13 Steps Through a Data Breach

Here is what an organization should do after a security breach occurs.

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With JP Morgan Chase’s data breach fresh in our minds, it is time to walk through the 13 steps toward making your way through a data breach recovery. Mimecast’s director of technology marketing Orlando Scott-Cowley runs through these steps and of course the first one starts with panic. It’s a natural reaction, so do it quickly and get it out of the way!

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Don’t panic: You might be finding out your entire IP/credit card system/customer database has been breached, but too many mistakes are made while the adrenalin is pumping.

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Damage limitation: Quickly find out what’s been breached, which systems, which data etc. Seek to remove all access to those systems to prevent further breach. If you believe there’s a criminal offense being committed then pull the plug on the server – don’t shut it down, you want to preserve the OS, files and databases in a forensic state.

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Patch holes: Look to patch the holes in your perimeter – this means everything from forcing password resets to removing remote access.

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A team reaction: It’s likely you’ll need many business assets to deal with this problem, so convene a response team (IT, C-suite, PR, etc.).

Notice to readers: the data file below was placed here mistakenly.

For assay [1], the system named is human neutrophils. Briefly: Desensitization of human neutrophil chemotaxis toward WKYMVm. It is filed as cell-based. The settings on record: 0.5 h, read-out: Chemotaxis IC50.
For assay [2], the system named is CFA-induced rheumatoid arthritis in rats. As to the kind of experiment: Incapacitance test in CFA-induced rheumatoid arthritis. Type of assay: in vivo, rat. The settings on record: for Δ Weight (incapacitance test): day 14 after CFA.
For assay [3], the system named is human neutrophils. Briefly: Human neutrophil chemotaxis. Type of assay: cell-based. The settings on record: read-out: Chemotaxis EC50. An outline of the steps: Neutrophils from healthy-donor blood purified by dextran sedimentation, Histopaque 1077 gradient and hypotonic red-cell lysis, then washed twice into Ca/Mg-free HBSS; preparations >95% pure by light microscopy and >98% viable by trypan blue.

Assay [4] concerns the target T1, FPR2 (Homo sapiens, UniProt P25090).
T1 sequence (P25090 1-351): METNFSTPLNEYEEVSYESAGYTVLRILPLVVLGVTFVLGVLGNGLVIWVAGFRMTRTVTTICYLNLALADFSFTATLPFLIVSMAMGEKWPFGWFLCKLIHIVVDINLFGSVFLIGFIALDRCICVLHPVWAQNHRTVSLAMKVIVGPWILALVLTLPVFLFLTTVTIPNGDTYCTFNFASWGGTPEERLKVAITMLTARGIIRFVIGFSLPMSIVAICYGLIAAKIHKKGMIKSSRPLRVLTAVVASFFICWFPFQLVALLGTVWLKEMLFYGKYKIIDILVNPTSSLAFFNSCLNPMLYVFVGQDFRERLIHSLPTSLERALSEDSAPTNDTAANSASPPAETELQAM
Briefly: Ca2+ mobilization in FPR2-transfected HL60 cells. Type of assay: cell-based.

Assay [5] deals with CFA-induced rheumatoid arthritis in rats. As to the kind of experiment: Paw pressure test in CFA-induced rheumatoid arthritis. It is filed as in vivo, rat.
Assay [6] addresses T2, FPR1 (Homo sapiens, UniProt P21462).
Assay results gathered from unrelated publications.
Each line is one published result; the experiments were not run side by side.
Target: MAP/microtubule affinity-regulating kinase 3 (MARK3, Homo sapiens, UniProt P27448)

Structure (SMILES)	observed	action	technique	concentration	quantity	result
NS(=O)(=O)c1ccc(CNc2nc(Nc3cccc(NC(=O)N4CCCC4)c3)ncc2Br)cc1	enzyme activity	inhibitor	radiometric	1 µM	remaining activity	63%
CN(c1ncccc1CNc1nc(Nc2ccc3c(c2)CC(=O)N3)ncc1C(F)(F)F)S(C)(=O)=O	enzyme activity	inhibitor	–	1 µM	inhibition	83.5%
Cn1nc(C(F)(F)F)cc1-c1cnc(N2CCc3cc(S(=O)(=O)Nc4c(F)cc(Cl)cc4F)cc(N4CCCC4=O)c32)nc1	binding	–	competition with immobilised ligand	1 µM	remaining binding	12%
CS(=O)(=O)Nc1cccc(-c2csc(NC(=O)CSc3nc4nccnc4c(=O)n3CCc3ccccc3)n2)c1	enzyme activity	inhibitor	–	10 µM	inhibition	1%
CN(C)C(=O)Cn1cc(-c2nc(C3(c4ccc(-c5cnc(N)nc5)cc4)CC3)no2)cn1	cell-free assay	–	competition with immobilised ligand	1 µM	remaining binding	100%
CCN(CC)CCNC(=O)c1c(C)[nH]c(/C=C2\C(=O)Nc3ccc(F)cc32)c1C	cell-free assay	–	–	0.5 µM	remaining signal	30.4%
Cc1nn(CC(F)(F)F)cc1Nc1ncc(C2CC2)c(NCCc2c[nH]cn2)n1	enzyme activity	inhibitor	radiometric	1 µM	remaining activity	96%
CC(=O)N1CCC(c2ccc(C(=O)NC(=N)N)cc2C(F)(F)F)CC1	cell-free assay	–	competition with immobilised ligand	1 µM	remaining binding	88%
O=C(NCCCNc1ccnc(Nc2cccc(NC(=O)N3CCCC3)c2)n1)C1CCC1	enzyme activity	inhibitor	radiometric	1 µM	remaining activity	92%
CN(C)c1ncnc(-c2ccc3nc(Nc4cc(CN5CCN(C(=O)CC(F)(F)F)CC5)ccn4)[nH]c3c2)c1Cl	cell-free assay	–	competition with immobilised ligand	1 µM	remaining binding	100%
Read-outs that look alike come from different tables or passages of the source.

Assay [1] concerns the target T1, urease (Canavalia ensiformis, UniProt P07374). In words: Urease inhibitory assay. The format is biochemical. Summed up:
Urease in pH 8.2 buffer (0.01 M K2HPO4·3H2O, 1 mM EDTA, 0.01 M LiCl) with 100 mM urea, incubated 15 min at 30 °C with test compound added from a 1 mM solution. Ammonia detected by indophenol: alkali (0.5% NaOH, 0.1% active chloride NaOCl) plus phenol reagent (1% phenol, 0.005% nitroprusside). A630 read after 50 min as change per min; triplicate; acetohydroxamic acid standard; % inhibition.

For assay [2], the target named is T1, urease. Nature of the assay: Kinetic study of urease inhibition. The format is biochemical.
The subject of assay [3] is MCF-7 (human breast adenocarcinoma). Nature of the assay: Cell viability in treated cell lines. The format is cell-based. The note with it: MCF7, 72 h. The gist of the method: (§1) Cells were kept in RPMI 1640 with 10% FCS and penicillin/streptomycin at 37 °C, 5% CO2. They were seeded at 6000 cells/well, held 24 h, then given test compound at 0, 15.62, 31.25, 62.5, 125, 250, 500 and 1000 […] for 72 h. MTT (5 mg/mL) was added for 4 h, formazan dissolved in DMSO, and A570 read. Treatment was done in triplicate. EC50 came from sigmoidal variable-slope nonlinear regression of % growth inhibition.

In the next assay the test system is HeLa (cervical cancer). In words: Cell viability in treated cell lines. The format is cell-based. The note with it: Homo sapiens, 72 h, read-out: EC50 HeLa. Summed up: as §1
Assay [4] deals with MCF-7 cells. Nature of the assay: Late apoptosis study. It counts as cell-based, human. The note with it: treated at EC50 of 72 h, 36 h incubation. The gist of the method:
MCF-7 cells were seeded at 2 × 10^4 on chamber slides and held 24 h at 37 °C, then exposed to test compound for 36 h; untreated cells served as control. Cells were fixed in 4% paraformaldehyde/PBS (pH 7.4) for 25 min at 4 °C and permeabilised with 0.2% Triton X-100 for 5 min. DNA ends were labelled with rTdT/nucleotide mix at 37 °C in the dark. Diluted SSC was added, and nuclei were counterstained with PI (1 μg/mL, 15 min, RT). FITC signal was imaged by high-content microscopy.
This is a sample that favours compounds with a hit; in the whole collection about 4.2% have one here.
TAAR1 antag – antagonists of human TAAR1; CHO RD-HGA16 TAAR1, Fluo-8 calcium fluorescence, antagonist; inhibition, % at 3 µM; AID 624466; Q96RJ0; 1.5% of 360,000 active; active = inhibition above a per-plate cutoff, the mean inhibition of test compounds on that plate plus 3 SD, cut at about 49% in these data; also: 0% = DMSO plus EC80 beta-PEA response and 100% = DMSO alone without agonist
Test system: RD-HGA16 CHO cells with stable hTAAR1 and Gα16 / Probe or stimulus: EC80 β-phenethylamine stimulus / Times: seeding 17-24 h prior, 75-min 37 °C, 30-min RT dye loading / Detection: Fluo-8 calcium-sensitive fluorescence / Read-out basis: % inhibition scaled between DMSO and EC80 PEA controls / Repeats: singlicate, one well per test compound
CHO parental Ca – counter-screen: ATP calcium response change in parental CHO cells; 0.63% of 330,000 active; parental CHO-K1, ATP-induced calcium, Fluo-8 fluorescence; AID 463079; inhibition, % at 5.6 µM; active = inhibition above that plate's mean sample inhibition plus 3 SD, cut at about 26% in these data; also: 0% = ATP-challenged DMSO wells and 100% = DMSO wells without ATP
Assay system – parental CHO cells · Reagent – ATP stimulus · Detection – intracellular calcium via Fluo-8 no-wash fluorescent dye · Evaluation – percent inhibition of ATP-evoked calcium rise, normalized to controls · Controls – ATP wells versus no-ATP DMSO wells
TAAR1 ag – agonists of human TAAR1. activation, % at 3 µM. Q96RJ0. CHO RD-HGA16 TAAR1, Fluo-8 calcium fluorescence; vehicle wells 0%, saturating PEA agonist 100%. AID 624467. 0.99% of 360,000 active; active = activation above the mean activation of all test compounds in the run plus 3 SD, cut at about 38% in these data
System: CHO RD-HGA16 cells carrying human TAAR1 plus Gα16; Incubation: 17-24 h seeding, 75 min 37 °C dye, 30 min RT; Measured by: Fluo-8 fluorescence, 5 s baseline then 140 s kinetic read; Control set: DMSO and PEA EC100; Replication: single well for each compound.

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Assess the impact: Decide what’s been breached, what data is missing, who is affected?

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Full damage report: Get a small group of technical folk together ASAP who can quickly give you a full "sitrep" on the problem.

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PR (or no PR): If you have customers who are affected you’ll need to tell them – be honest, open, transparent. So decide what sort of PR you’ll need to run and get on with it.

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Notifications to affected: Notify those affected of what’s happened and what to do about it.

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Offer damage limitation to affected: Your customers’ personal details could have been affected. If so, you’ll need to offer some form of damage limitation to help them deal with the fallout of the issue.

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Notification to regulator: If applicable, you’ll need to tell your regulator. You’ll need to explain the problem, and how you’re solving it, to your business, the board and investors.

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Clean up: Clear up the mess, but don’t cut corners. We know that Advanced Persistent Attacks remain resident on networks for an average of 260 days, so restoring a system from last week’s backup is not an option. It’s likely you’re looking at a full bare metal recovery of affected systems to ensure they’re really clean.

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Improve protection: Get professional help in to bolster the levels of protection you had in place. Clearly what you thought was "good enough," wasn't!